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Paid parental leave’s first anniversary

1 July 2003 Media Statement

Paid parental leave’s first anniversary

Paid parental leave is a year old today, and the increase in the maximum weekly payment from $325 to $334.75 comes into effect with the anniversary.

The maximum rate is adjusted each year to reflect any increase in average weekly earnings, as determined by the Quarterly Employment Survey. The percentage movement for this year has been three per cent.

Labour Minister Margaret Wilson said over 18,000 people have successfully applied for paid parental leave in the past year and more than $54 million has been paid out.

“About 3900 people are receiving payments at any given time,” she said. “Ninety-eight per cent of these parents are taking the full 12 weeks of payment so they can remain at home with their babies.”

Margaret Wilson said initial findings from an evaluation of the scheme found that parents consider it to have been highly beneficial to them. As well as having more money available to cover bills, it has enabled some new mothers to stay home longer with their babies.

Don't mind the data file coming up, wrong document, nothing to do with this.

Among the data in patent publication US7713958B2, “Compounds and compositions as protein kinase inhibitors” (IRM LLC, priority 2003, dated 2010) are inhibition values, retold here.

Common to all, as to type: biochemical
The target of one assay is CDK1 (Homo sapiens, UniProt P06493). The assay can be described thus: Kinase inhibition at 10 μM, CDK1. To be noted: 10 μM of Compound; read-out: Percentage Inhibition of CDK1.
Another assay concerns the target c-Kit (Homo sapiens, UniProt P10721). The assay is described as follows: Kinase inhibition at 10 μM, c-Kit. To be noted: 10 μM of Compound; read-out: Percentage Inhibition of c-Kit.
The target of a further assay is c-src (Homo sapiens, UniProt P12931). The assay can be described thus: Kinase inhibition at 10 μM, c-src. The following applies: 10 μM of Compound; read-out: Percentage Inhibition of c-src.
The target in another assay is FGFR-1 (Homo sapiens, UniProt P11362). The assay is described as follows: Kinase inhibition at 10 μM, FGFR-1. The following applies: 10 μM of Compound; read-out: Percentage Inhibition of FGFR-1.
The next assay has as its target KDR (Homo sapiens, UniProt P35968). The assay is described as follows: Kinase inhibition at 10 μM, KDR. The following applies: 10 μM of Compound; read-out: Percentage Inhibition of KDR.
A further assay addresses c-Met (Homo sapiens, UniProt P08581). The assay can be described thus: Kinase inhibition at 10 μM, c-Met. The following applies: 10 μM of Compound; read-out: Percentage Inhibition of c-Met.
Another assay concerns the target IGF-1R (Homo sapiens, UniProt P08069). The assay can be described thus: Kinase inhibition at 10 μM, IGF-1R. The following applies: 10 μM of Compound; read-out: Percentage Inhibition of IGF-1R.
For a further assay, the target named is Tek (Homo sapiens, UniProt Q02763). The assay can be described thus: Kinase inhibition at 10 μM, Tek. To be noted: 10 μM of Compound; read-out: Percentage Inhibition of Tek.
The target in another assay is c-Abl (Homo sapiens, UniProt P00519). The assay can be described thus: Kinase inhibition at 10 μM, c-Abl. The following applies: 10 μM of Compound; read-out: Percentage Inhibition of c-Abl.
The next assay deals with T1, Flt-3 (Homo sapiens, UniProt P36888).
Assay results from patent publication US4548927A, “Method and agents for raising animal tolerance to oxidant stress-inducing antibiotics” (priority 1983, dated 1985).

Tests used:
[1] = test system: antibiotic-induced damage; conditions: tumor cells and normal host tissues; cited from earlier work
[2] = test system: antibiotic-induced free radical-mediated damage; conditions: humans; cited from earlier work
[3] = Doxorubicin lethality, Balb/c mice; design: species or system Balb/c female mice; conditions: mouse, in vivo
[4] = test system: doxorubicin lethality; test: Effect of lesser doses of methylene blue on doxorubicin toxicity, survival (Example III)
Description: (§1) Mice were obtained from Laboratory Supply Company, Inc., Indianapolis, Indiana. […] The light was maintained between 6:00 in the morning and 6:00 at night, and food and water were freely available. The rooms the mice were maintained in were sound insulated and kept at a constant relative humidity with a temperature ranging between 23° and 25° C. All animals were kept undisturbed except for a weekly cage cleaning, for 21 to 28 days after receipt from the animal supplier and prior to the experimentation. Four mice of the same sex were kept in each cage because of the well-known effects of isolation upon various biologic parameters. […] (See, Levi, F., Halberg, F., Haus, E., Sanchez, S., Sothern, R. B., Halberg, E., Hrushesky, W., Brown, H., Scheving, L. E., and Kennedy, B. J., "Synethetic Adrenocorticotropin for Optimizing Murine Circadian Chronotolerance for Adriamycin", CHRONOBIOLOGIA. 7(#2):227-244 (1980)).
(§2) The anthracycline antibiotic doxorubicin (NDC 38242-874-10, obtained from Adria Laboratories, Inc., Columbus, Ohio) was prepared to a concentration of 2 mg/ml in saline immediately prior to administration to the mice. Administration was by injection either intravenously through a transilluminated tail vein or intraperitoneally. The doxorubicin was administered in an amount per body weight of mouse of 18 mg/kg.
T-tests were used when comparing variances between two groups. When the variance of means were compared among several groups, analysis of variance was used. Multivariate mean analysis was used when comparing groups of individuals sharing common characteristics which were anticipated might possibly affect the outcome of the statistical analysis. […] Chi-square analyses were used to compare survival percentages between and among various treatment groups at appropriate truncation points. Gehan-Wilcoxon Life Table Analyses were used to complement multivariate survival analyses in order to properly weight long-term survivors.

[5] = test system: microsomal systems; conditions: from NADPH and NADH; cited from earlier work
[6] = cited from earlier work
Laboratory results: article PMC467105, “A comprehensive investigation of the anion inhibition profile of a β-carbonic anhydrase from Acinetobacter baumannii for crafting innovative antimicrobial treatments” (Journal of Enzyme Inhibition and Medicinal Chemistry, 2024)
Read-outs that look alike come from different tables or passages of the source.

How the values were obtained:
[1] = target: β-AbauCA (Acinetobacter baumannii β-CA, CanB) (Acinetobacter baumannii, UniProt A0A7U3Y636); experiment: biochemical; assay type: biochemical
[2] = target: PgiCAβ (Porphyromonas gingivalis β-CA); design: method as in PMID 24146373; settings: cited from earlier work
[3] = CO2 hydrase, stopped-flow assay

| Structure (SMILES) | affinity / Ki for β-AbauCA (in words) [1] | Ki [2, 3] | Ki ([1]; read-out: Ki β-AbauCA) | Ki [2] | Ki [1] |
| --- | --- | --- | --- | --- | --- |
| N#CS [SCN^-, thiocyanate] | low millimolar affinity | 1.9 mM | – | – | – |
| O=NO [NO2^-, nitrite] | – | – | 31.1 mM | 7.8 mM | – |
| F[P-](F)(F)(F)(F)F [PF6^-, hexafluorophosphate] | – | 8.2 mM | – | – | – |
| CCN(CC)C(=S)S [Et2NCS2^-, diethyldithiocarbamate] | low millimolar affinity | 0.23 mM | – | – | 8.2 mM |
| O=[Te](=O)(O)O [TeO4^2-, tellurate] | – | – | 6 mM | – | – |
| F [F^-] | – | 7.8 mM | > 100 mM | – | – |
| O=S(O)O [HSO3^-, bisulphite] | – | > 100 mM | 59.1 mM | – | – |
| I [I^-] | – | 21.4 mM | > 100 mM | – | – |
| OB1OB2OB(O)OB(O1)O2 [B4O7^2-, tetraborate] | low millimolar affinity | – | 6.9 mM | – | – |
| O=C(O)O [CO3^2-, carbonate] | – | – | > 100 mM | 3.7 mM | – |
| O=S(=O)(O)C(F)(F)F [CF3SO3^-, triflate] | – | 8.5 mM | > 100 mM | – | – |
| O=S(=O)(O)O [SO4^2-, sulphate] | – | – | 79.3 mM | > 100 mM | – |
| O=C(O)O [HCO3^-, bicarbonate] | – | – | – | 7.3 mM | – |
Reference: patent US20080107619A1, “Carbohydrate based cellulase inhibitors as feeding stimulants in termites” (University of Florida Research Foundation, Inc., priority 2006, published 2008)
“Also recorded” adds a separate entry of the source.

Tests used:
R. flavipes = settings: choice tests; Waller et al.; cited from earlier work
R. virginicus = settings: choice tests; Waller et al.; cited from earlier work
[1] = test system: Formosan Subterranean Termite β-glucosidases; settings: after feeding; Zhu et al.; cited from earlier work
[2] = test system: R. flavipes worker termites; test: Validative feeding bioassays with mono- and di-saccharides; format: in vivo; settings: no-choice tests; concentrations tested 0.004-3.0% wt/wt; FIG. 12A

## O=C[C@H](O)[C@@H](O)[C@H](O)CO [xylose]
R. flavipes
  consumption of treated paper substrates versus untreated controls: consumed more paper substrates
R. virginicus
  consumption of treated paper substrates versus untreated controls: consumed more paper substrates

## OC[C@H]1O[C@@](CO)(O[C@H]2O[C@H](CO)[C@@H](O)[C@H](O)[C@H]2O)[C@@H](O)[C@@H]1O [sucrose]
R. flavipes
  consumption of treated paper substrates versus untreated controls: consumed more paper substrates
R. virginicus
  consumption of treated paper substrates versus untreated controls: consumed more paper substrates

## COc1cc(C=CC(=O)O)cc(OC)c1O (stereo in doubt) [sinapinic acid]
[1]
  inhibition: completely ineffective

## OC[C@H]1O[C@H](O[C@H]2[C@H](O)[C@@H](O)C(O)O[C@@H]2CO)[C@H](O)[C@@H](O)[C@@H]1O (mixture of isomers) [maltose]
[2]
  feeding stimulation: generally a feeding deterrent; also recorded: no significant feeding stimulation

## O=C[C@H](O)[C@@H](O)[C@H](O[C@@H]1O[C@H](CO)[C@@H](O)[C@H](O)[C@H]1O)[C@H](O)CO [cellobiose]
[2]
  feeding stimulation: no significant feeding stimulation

The evaluation also found that more than a third of employers noted positive impacts on their business, especially enhanced staff satisfaction and improved likelihood or retaining experienced staff. Only 10 per cent of employers had negative reactions.

Now the scheme has been in operation for 12 months, the Department of Labour will carry out a comprehensive review, Margaret Wilson said.

“The review will look at extending the eligibility for parental leave to cover those employees who have had more than one employer in the preceding 12 months. It will also evaluate the possibility of extending eligibility for parental leave to the self-employed, and extending the payment to 14 weeks. But any extension of the scheme will depend on available resources.”
Margaret Wilson said there will be wide consultation with stakeholders including Business New Zealand, the Council of Trade Unions, the National Council on the Employment of Women, the Equal Employment Opportunities Trust, the Equal Employment Opportunities Commissioner, the Maori Women’s Welfare League, the New Zealand Federation of Business and Professional Women, the College of Midwives and the Parents Centres NZ.

“Other organisations or individuals who want to make comment on their experience of the scheme or on the proposals to enhance it should contact Michael Hobby of the Department of Labour, telephone (04) 915 4510 or email


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